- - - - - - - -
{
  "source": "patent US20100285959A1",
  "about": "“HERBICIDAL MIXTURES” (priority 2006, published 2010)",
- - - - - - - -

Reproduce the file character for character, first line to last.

{
  "source": "patent US20100285959A1",
  "about": "“HERBICIDAL MIXTURES” (priority 2006, published 2010)",